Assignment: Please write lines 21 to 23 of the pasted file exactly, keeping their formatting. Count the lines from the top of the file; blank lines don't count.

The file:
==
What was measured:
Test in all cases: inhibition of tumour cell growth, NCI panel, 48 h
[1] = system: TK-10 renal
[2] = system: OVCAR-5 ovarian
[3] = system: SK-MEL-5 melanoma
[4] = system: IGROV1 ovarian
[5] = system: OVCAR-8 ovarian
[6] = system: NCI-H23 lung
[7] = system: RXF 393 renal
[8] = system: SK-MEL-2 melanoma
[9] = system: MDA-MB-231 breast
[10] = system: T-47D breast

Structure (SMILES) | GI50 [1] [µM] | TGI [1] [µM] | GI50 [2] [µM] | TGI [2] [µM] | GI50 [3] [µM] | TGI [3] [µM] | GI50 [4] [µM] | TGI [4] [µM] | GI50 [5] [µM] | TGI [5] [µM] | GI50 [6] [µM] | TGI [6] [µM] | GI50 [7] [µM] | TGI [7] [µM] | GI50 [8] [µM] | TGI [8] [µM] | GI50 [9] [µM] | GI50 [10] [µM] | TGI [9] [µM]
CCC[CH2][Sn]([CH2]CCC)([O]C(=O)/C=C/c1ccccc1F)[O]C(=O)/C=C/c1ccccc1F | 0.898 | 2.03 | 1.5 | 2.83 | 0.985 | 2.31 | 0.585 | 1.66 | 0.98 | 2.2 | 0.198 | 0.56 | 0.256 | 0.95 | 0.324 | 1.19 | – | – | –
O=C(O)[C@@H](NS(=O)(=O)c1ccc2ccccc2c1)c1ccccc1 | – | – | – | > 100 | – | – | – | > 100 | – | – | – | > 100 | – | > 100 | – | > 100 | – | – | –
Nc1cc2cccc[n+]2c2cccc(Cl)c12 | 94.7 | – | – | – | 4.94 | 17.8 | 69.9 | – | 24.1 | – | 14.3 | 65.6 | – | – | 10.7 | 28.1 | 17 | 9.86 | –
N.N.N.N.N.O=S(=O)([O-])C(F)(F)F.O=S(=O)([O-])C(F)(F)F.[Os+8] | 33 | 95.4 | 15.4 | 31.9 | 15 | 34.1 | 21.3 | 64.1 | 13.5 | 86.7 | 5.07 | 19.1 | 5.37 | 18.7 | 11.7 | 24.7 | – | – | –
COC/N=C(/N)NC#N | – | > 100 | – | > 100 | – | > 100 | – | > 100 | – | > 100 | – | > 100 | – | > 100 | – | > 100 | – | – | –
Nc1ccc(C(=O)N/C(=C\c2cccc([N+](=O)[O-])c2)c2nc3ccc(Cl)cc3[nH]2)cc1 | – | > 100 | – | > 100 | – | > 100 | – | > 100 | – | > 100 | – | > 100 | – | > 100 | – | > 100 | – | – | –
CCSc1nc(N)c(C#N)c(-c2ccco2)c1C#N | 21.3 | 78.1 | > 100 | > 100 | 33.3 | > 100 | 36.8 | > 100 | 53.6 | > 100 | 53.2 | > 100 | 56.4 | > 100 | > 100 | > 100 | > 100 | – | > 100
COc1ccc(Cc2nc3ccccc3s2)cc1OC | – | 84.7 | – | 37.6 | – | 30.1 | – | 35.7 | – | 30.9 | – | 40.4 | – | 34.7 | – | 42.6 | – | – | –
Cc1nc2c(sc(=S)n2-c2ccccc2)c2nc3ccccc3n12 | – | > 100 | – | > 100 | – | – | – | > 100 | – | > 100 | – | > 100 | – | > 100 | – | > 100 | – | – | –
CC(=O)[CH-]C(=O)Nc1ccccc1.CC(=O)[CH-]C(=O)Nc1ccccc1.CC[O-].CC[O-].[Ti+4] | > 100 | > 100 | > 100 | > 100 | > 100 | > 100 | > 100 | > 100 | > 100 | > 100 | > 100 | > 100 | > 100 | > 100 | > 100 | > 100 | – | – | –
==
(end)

COc1ccc(Cc2nc3ccccc3s2)cc1OC | – | 84.7 | – | 37.6 | – | 30.1 | – | 35.7 | – | 30.9 | – | 40.4 | – | 34.7 | – | 42.6 | – | – | –
Cc1nc2c(sc(=S)n2-c2ccccc2)c2nc3ccccc3n12 | – | > 100 | – | > 100 | – | – | – | > 100 | – | > 100 | – | > 100 | – | > 100 | – | > 100 | – | – | –
CC(=O)[CH-]C(=O)Nc1ccccc1.CC(=O)[CH-]C(=O)Nc1ccccc1.CC[O-].CC[O-].[Ti+4] | > 100 | > 100 | > 100 | > 100 | > 100 | > 100 | > 100 | > 100 | > 100 | > 100 | > 100 | > 100 | > 100 | > 100 | > 100 | > 100 | – | – | –